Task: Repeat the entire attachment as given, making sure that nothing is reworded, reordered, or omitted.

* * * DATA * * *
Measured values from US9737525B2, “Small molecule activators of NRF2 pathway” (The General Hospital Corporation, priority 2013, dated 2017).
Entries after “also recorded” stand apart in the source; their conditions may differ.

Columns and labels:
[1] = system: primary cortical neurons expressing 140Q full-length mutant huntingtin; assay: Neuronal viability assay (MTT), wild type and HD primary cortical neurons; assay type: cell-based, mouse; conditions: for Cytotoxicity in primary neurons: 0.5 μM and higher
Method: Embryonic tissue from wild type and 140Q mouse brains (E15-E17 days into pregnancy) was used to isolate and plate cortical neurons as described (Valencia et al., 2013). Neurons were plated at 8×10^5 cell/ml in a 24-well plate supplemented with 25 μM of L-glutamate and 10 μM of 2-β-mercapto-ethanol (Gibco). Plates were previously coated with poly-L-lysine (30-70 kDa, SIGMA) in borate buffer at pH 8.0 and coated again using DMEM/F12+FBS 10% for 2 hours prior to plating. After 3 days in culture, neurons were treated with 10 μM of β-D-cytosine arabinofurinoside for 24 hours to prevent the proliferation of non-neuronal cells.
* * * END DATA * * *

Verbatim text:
Measured values from US9737525B2, “Small molecule activators of NRF2 pathway” (The General Hospital Corporation, priority 2013, dated 2017).
Entries after “also recorded” stand apart in the source; their conditions may differ.

Columns and labels:
[1] = system: primary cortical neurons expressing 140Q full-length mutant huntingtin; assay: Neuronal viability assay (MTT), wild type and HD primary cortical neurons; assay type: cell-based, mouse; conditions: for Cytotoxicity in primary neurons: 0.5 μM and higher
Method: Embryonic tissue from wild type and 140Q mouse brains (E15-E17 days into pregnancy) was used to isolate and plate cortical neurons as described (Valencia et al., 2013). Neurons were plated at 8×10^5 cell/ml in a 24-well plate supplemented with 25 μM of L-glutamate and 10 μM of 2-β-mercapto-ethanol (Gibco). Plates were previously coated with poly-L-lysine (30-70 kDa, SIGMA) in borate buffer at pH 8.0 and coated again using DMEM/F12+FBS 10% for 2 hours prior to plating. After 3 days in culture, neurons were treated with 10 μM of β-D-cytosine arabinofurinoside for 24 hours to prevent the proliferation of non-neuronal cells.